I’m constantly making tracks or recording little ideas, most of which get lost into the abyss. I think that track I played on the show that time had a similar fate. As someone who’s still figuring their way around production without any formal lessons in music or studio techniques, the way I find my way to making sounds that I like is through just experimentation. I might sit for a whole evening noodling about and then not save what I’ve worked on. Although, it does all still counts as development for the next time I come to record a track.
Even if nobody was ever interested in releasing my music, I’d still sit and do the same thing so it’s kind of a no pressure approach.
How’s So Flute going? We heard big things of that sell out at The White Hotel!
That was a really good party, we hadn’t done one for almost 12 months so it was great to see so many of our old crowd there along with plenty of new faces, and still going at 6am! We’ve got another party coming up at The White Hotel in September and some more plans to announce after that so keep an eye out! Still talk of a So Flute label on the horizon…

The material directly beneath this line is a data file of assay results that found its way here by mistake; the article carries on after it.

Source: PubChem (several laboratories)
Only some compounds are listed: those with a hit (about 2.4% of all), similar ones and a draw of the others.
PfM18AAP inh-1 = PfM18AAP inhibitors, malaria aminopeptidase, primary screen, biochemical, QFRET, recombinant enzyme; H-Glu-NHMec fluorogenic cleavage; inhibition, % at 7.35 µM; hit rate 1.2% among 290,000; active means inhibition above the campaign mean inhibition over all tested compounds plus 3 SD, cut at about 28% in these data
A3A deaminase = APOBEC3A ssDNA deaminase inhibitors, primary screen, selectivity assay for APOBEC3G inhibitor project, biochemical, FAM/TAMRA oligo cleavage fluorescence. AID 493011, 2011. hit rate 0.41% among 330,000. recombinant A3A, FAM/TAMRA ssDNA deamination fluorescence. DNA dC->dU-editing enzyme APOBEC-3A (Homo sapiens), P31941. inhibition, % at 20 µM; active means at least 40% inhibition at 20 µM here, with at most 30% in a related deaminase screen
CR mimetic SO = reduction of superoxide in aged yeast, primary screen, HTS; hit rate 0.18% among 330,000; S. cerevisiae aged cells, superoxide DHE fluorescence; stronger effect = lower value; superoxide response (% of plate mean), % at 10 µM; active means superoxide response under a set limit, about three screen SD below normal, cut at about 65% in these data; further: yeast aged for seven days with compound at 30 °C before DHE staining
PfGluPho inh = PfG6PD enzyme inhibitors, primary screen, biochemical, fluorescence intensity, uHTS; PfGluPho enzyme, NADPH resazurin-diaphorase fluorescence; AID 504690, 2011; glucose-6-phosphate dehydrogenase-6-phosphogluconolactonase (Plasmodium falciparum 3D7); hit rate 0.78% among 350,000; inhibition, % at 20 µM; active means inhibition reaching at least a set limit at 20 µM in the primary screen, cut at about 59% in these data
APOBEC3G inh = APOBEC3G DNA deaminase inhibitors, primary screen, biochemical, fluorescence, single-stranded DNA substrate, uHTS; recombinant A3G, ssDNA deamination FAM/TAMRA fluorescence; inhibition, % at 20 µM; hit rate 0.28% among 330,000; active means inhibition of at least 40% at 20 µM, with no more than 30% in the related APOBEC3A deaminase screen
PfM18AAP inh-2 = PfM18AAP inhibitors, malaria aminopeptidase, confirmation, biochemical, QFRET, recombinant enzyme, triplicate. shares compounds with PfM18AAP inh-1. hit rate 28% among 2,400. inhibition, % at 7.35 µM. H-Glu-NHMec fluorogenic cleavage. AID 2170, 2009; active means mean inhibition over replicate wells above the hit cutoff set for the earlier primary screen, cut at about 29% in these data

Artistically speaking, there’s a pretty broad collective of So Flute members, how do you bounce off one another?
First and foremost, we’re all really good friends which creates a really great atmosphere to grow within. It’s not that often we all manage to get together in one room nowadays so there’s always a bit of a buzz when we do manage it. Aside from just catching up with each other, there’s always that excitement of sharing a new record one of us might have found or some music we’ve been working on; keeps you on your toes, in a positive way!
Also, although we all play pretty eclectically, I think we all have our own little niche sounds and styles of DJing. We all take influence from one another which is great, it means you don’t get too stuck doing your own thing.
It’s good to always be open to changing things up and learning from others!
Have these parties alongside such a rich collective of artists and DJs influenced the sound you’re now producing?